nytheatre.com review by Robin Rothstein
August 15, 2006
Writing and performing a solo show seems to be one of the most daring challenges in the theatre. This lone person bears the burden of conveying a story to us that says something universal about the world we live in through her eyes and personal experience. In Eenie Meanie, writer/performer Teresa Willis definitely has something passionate to say about how her evolution was affected by the racism she has observed around her beginning back in the sixties, but I was ultimately left questioning what I was supposed to take away.
As soon as Willis enters the stage she hits the ground running, as she begins portraying herself at five years old in her native town of Valley Station, Kentucky back in 1965, when she sees a "colored" for the first time. Eenie Meanie, as directed by Elizabeth Swenson, feels rushed from this point forward and doesn't give itself enough time to settle into a dramatic arc, making it difficult to hook into what this show is supposed to be about. For example, Willis tells us about being a civil rights kid and how she has a desegregated doll collection, but we don't ever get a true sense of what influenced this mindset before we are on to another scene.
One idea that I found very compelling, which may have been unconscious, is the repeated experience from one scene to the next of Willis showing herself wanting to be desperately liked by African Americans, and how she seems insecure in her whiteness, but this idea is never fully identified or developed.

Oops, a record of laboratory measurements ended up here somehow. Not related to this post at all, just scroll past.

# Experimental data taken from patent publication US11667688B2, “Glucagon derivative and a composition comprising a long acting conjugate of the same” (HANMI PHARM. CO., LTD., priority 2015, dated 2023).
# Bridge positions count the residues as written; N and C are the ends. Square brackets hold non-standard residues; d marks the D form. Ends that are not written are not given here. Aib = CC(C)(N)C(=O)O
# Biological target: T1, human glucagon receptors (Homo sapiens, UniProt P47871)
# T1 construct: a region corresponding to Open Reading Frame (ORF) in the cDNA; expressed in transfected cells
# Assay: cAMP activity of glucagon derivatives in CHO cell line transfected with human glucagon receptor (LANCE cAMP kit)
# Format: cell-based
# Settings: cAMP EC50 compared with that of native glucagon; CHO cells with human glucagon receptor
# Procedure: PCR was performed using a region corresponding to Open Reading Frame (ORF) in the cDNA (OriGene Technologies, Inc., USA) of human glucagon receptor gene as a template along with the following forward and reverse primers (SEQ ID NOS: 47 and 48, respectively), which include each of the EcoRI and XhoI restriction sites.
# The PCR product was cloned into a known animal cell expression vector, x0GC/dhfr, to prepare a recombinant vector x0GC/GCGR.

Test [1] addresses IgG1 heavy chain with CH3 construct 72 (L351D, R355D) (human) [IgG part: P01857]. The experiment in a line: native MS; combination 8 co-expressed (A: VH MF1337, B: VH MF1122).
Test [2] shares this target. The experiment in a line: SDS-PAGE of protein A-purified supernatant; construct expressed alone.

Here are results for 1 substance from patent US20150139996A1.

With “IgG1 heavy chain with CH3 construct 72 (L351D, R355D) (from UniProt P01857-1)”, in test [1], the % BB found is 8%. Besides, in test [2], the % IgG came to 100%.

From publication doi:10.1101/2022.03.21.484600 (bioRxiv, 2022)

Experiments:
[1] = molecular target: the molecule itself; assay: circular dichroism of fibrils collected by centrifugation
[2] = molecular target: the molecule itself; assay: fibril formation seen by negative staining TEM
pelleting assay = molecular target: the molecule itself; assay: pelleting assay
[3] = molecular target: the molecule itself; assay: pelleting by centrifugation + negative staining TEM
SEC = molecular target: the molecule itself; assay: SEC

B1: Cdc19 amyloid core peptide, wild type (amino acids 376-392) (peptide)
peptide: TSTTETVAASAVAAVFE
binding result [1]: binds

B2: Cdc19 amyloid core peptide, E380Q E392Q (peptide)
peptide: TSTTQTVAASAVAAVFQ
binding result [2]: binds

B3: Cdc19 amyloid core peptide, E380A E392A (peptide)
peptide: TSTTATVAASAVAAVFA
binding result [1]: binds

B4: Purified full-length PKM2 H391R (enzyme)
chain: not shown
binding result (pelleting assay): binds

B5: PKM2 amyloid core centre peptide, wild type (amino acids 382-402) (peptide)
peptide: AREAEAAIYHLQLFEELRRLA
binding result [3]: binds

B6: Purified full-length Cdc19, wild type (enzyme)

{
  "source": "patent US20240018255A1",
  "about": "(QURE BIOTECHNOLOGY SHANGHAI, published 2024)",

The show hits its stride about two-thirds of the way in when Willis is in her 30s in California and becomes smitten with her next-door neighbor, who is both African American and a woman. The scenes begin to flow well from this point forward, as we see how Willis is affected by this relationship and how it changes her views of her parents, who she now begins to see more objectively.
One relationship that especially deserves more stage time is Willis's relationship with her father. Throughout the piece, Willis compares her idolizing of her "tolerant preachy young father" to Scout's idolizing of Atticus in To Kill A Mockingbird, but because this theme isn't more fully explored, it doesn't feel as satisfying as it should when it comes full circle.
There are definitely some potentially strong threads in Eenie Meanie, but as it stands now the show mainly succeeds only as a chronicle of one woman's memory clips of how she has interacted with African Americans at different points in her life. Maybe this is Willis's intention, but if she would consider extrapolating some of her nascent themes and developing those further in place of trying to cover so much chronological ground, she would likely end up with a much more meaningful piece.